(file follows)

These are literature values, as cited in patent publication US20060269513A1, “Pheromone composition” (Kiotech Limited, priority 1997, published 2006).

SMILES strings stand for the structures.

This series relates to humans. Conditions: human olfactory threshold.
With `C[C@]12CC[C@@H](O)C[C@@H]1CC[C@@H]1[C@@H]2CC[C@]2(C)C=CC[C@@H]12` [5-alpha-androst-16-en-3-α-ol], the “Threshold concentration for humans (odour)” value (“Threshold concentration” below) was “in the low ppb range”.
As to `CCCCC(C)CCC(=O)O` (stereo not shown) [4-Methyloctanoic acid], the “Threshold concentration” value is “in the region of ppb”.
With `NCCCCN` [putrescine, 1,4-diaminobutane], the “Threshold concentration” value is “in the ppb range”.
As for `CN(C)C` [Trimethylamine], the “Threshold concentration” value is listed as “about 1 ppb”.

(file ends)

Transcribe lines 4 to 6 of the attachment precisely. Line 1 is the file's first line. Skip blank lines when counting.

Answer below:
With `C[C@]12CC[C@@H](O)C[C@@H]1CC[C@@H]1[C@@H]2CC[C@]2(C)C=CC[C@@H]12` [5-alpha-androst-16-en-3-α-ol], the “Threshold concentration for humans (odour)” value (“Threshold concentration” below) was “in the low ppb range”.
As to `CCCCC(C)CCC(=O)O` (stereo not shown) [4-Methyloctanoic acid], the “Threshold concentration” value is “in the region of ppb”.
With `NCCCCN` [putrescine, 1,4-diaminobutane], the “Threshold concentration” value is “in the ppb range”.